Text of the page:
Tuesday, 5 January 2010

McGonagall Meets Sir Patrick Spens

Many of you will know the ballad “Sir Patrick Spens” but, until a few days ago, all I knew were the first two lines:

The king sits in Dumferling toun

Drinking the blude-reid wine”

or some variant with different spellings. This all changed when, a couple of days before Christmas, Poor Mouth posted a poem by McGonagall. There and then I felt a McGonagall-esque poem coming forth from my fingertips and, for some unknown reason, the two lines above popped into my head. That was it. I had become Calum McGonagall writing about Sir Patrick Spens. I was so taken over by McGonagall that I even posted an advert for today’s post.

Sir Patrick Spens was despatched to bring the Maid of Norway and heir to the Scottish throne back from Norway where she was born. The mission failed – different versions give different reasons for failure. Sir Patrick Spens drowned and the princess never reached Scotland.

I have retained only the first line of the original ballad and, hopefully, my story tells itself.

Sir Patrick Spens – Anither Tale

The king sits in Dumferling toun
Staring at the white white snaw
This snaw's sae awfae deep the noo
Ah could be stuckit for a week or twa

I must get oot, the king did say
My princess from far owre the sea
She's comin' frae distant Noroway
She's comin' to mairry me

A bonnie lass, a dainty lass
She was weel kent tae be
Nae wunner the king fancied her 
An’ her years be a score and three

The king kent she'd be comin' soon
As ayeways, the king was richt
Wi' Sir Partick Spens as cap'n
Her boat returned that nicht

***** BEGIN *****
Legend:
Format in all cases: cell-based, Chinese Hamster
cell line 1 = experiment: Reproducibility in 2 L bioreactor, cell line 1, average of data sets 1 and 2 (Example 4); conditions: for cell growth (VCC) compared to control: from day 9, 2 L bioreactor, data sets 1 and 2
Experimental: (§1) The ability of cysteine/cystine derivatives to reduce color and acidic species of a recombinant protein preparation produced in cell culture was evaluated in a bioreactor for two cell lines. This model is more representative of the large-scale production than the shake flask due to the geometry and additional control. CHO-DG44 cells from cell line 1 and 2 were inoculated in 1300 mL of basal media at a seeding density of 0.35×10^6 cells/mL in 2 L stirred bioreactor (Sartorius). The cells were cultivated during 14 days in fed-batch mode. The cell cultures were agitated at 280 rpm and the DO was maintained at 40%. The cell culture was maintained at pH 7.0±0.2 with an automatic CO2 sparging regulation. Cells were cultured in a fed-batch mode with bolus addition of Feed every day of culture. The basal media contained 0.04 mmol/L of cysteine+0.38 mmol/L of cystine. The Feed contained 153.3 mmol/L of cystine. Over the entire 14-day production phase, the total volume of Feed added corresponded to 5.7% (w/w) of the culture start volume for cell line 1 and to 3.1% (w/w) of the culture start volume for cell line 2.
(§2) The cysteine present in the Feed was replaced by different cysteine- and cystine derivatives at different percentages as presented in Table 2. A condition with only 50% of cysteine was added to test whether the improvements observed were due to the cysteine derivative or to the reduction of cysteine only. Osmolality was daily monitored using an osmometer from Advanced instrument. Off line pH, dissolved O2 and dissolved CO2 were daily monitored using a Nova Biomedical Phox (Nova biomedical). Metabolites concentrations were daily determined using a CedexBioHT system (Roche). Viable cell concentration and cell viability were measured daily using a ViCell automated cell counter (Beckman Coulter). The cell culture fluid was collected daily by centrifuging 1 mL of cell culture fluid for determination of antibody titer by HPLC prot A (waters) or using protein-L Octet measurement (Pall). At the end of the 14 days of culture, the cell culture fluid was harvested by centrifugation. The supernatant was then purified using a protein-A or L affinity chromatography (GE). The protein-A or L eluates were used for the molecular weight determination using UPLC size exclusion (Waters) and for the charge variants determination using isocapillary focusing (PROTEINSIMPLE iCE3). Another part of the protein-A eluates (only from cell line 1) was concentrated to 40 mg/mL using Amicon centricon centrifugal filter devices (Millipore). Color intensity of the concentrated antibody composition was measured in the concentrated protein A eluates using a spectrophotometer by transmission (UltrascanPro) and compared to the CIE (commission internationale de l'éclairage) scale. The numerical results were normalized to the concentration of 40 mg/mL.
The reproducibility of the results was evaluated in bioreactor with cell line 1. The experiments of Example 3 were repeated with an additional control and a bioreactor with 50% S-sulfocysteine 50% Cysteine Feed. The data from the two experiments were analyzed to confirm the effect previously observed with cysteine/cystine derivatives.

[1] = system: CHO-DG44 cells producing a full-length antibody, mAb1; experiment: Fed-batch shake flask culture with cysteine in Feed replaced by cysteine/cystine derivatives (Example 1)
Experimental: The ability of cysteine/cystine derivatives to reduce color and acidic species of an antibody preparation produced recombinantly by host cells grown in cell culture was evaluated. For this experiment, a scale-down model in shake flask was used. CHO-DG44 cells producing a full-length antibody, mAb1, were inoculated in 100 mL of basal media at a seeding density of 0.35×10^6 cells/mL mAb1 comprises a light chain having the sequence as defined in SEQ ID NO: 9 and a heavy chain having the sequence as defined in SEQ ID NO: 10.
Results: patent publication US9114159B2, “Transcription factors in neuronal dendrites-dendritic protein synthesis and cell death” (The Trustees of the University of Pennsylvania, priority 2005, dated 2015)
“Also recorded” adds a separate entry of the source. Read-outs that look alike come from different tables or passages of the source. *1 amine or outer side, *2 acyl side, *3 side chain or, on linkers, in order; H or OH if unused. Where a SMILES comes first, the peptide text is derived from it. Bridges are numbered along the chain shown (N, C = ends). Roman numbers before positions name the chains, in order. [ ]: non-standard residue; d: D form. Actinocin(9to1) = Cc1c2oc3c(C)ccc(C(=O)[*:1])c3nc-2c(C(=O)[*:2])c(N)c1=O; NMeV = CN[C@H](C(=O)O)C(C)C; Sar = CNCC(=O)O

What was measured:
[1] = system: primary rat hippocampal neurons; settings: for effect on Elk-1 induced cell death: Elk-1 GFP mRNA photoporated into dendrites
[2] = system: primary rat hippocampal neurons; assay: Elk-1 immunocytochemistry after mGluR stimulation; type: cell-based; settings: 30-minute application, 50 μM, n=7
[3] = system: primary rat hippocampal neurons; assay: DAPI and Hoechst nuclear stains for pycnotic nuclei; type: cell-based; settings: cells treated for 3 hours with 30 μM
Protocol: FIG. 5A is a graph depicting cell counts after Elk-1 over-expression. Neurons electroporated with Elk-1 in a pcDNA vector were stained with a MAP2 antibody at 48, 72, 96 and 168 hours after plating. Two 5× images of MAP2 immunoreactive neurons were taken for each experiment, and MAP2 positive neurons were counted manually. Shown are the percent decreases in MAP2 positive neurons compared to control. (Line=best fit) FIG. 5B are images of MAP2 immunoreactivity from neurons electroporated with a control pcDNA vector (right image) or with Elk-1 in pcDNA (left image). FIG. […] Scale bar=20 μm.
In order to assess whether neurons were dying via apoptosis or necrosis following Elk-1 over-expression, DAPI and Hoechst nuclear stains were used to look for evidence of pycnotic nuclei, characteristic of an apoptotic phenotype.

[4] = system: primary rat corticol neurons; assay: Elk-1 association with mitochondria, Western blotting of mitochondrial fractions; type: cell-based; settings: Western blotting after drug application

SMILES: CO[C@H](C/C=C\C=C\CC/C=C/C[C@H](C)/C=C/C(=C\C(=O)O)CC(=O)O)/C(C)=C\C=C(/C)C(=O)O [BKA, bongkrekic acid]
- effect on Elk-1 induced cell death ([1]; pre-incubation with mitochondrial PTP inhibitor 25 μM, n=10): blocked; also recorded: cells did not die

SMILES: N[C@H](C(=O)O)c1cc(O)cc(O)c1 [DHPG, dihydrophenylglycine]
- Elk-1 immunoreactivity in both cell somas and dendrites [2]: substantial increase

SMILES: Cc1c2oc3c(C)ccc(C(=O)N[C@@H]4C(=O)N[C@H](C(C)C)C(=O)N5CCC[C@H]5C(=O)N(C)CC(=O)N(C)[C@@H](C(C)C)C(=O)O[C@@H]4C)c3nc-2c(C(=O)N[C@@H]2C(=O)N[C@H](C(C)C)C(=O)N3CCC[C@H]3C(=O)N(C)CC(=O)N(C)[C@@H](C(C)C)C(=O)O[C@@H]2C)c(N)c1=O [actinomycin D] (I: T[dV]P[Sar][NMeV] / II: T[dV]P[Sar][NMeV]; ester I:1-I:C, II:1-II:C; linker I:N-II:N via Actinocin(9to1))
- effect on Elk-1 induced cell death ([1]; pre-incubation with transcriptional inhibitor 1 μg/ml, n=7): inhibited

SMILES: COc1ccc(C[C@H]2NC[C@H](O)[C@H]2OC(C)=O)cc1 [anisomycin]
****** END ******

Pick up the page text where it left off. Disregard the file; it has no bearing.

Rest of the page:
Noo she wus nae upsettit
When nane came to greet it
She'd fa'n for the charms o' Sir Patrick
Mair time for them tae sleepit

That nicht the snaw fast meltit
An' the king rode hard an' furious
When he got aboard afore the dawn
The noises made him curious

Whit goes here the king he said
Ye think yer fine and dandy
But ye Sir Patrick an' ma wee lass
Yer jist being awfae randy

The king stampit roon the deck
It's me yer here to marry
But listen tae me the lass she spake
Wi' Sir Patrick Spens I'll tarry

Ye'll come wi me tae Dunfermling toun
The ‘hale story ah'll need to see
Be in nae doot if ahm nae convinced
You twa will surely dee

Noo as they rode back wi the king that morn
The snaw it fell thick again
Sic little time to be thegither
Afore he judged but then ….

Will love triumph owre the king
And a' the plans he cairrit
What can he dae, what will he dae
Will e'r the lovers be mairrit

The king sits in Dumferling toun
Staring at the blude-reid snaw”

Copyright Calumcarr 2010


  1. AN utter gem. Bravo to a new Tayside tragedian!

  2. Thanks, Jams.

    McGonagall's writing quality lives strongly with me!!!!!